Wednesday, August 6, 2014

Task-centered Learning Differs from Problem-Based Learning

A recent publication by Joel Gardner and myself talks about how task-centered learning (TCL) differs from problem-based learning (PBL). When this article was submitted to Educational Technology, the editor asked if the distinction between TCL and PBL was just one of those simple academic discussions that has little effect on practice. I wrote him back that the contrary was true and shared a few experiences where people have discussed PBL, but what they were really discussing was TCL. This was the reason for the article. Some ideas and theories in instructional and educational technology really are the same thing, discussed in different ways from different people, but in academic discussions, I believe that we benefit from defining clearly what we'
re talking about.

One experience I had occurred at the AECT International convention. I attended a presentation on PBL in which the presenter had implemented a PBL experience for one semester which had all of the hallmarks of PBL, most significantly, the PBL experience provided minimal guidance and coaching for students. The result was a failed class, student scores did not improve significantly. "But," said the presenter, "we implemented some changes the next semester, and saw markedly improved student scores." The second semester was a great success. The presenter still called the second semester approach PBL, but I think it was mislabeled.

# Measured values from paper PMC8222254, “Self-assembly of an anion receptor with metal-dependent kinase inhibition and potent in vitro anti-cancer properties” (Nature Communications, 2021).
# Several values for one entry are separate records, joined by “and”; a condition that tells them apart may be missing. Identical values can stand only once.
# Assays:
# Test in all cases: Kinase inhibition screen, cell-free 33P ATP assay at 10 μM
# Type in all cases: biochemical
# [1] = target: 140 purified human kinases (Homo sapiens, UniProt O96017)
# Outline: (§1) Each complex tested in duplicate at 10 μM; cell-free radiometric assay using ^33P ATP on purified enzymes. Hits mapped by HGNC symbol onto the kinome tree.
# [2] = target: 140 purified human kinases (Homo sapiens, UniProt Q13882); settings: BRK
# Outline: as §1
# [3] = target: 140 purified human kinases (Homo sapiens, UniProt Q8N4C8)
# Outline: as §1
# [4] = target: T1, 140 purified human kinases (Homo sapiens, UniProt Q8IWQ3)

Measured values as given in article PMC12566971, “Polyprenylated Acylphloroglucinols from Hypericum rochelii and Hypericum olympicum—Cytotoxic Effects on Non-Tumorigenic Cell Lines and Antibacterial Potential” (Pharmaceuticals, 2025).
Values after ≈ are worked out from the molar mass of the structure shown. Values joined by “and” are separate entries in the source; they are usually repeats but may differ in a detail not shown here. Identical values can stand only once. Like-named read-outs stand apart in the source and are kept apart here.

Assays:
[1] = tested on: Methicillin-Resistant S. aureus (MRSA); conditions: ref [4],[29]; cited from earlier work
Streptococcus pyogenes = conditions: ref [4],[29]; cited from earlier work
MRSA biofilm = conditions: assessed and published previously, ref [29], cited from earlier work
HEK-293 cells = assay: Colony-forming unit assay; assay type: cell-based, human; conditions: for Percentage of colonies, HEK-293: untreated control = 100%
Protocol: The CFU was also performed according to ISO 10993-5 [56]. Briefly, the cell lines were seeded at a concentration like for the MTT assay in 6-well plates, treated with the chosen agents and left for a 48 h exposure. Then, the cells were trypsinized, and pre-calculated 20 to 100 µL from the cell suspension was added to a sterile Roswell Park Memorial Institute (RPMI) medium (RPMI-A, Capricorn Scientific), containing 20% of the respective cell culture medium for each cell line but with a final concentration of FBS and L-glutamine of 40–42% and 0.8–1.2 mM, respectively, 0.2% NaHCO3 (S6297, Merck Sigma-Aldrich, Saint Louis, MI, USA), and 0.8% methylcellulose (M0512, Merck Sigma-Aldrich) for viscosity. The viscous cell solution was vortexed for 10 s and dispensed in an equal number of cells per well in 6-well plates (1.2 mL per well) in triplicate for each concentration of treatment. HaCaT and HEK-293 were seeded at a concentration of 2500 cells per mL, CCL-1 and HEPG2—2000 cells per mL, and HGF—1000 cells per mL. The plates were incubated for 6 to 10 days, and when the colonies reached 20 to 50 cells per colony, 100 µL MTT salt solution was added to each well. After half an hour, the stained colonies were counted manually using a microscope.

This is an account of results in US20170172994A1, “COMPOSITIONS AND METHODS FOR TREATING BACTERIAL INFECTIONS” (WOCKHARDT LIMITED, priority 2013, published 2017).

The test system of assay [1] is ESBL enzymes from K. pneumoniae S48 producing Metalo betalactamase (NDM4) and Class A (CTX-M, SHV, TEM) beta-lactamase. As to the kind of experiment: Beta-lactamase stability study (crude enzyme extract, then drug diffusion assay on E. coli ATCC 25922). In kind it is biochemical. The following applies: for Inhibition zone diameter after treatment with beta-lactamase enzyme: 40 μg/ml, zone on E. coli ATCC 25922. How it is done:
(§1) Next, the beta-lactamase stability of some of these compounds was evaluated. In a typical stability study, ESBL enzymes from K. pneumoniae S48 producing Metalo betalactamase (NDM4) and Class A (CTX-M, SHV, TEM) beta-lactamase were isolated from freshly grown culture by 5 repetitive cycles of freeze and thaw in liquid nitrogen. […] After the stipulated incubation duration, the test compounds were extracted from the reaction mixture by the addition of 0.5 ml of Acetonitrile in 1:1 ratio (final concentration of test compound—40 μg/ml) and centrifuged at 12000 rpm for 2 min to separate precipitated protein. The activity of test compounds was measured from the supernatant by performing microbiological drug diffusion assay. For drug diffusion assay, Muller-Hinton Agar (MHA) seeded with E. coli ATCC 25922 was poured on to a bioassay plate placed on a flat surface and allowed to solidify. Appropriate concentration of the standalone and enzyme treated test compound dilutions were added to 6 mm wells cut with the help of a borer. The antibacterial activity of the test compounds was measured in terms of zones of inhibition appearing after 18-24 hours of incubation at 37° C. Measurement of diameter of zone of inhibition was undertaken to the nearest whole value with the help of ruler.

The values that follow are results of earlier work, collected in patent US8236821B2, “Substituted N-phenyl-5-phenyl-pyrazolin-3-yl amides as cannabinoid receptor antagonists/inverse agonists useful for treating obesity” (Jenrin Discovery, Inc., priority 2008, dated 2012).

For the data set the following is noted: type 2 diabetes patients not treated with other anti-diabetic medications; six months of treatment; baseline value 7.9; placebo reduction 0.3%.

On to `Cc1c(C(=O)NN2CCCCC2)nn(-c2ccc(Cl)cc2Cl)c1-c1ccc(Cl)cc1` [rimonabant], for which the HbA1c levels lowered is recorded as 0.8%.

As I sat in this session I noticed that the changes that were made to improve the second semester scores were the same types of practices advocated in a TCL approach, not a PBL one. These included the instructional guidance and coaching that are so much a part of the TCL and First Principles of Instruction models for learning. So I guess that is the reason for the article. I believe that this distinction should be important for anyone in instructional or educational technology.